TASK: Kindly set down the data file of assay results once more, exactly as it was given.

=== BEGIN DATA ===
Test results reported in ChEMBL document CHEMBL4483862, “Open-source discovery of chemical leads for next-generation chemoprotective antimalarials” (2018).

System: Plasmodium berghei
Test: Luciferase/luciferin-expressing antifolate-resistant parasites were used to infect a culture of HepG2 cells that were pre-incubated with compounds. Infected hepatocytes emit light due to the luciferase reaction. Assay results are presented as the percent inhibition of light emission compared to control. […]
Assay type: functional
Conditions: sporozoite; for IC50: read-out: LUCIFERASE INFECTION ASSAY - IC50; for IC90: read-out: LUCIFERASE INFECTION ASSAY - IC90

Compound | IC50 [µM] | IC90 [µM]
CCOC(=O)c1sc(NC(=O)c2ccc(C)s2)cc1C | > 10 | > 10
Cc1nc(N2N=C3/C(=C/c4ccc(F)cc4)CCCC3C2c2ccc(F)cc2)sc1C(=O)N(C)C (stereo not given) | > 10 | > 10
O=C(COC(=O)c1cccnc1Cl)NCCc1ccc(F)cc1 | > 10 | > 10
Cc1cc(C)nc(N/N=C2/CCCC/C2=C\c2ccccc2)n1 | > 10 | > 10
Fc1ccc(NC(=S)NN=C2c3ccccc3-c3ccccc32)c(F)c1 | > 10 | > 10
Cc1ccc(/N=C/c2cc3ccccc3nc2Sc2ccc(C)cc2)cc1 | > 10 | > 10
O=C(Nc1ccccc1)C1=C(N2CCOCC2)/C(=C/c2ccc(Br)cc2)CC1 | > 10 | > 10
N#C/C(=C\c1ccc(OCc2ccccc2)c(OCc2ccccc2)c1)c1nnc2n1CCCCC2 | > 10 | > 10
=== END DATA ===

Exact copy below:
Test results reported in ChEMBL document CHEMBL4483862, “Open-source discovery of chemical leads for next-generation chemoprotective antimalarials” (2018).

System: Plasmodium berghei
Test: Luciferase/luciferin-expressing antifolate-resistant parasites were used to infect a culture of HepG2 cells that were pre-incubated with compounds. Infected hepatocytes emit light due to the luciferase reaction. Assay results are presented as the percent inhibition of light emission compared to control. […]
Assay type: functional
Conditions: sporozoite; for IC50: read-out: LUCIFERASE INFECTION ASSAY - IC50; for IC90: read-out: LUCIFERASE INFECTION ASSAY - IC90

Compound | IC50 [µM] | IC90 [µM]
CCOC(=O)c1sc(NC(=O)c2ccc(C)s2)cc1C | > 10 | > 10
Cc1nc(N2N=C3/C(=C/c4ccc(F)cc4)CCCC3C2c2ccc(F)cc2)sc1C(=O)N(C)C (stereo not given) | > 10 | > 10
O=C(COC(=O)c1cccnc1Cl)NCCc1ccc(F)cc1 | > 10 | > 10
Cc1cc(C)nc(N/N=C2/CCCC/C2=C\c2ccccc2)n1 | > 10 | > 10
Fc1ccc(NC(=S)NN=C2c3ccccc3-c3ccccc32)c(F)c1 | > 10 | > 10
Cc1ccc(/N=C/c2cc3ccccc3nc2Sc2ccc(C)cc2)cc1 | > 10 | > 10
O=C(Nc1ccccc1)C1=C(N2CCOCC2)/C(=C/c2ccc(Br)cc2)CC1 | > 10 | > 10
N#C/C(=C\c1ccc(OCc2ccccc2)c(OCc2ccccc2)c1)c1nnc2n1CCCCC2 | > 10 | > 10